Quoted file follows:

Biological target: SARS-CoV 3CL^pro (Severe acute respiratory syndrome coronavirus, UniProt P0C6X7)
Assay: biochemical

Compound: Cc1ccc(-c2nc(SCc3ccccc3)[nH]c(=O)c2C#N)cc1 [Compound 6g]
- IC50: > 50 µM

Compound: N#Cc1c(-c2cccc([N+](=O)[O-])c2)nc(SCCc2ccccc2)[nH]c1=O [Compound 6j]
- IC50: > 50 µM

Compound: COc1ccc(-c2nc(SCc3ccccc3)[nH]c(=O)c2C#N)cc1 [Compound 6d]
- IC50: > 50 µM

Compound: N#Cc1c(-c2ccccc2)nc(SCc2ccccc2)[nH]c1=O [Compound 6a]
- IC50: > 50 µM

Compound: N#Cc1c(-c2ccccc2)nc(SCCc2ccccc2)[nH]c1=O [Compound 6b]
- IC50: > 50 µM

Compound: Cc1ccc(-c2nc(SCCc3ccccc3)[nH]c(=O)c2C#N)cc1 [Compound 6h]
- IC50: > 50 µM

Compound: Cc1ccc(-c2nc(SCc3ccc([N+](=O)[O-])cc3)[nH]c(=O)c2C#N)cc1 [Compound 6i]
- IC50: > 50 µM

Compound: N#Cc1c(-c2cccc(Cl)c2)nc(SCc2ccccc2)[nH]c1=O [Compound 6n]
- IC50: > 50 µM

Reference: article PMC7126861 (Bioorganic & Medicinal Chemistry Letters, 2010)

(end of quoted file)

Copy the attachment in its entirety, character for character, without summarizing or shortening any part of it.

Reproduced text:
Biological target: SARS-CoV 3CL^pro (Severe acute respiratory syndrome coronavirus, UniProt P0C6X7)
Assay: biochemical

Compound: Cc1ccc(-c2nc(SCc3ccccc3)[nH]c(=O)c2C#N)cc1 [Compound 6g]
- IC50: > 50 µM

Compound: N#Cc1c(-c2cccc([N+](=O)[O-])c2)nc(SCCc2ccccc2)[nH]c1=O [Compound 6j]
- IC50: > 50 µM

Compound: COc1ccc(-c2nc(SCc3ccccc3)[nH]c(=O)c2C#N)cc1 [Compound 6d]
- IC50: > 50 µM

Compound: N#Cc1c(-c2ccccc2)nc(SCc2ccccc2)[nH]c1=O [Compound 6a]
- IC50: > 50 µM

Compound: N#Cc1c(-c2ccccc2)nc(SCCc2ccccc2)[nH]c1=O [Compound 6b]
- IC50: > 50 µM

Compound: Cc1ccc(-c2nc(SCCc3ccccc3)[nH]c(=O)c2C#N)cc1 [Compound 6h]
- IC50: > 50 µM

Compound: Cc1ccc(-c2nc(SCc3ccc([N+](=O)[O-])cc3)[nH]c(=O)c2C#N)cc1 [Compound 6i]
- IC50: > 50 µM

Compound: N#Cc1c(-c2cccc(Cl)c2)nc(SCc2ccccc2)[nH]c1=O [Compound 6n]
- IC50: > 50 µM

Reference: article PMC7126861 (Bioorganic & Medicinal Chemistry Letters, 2010)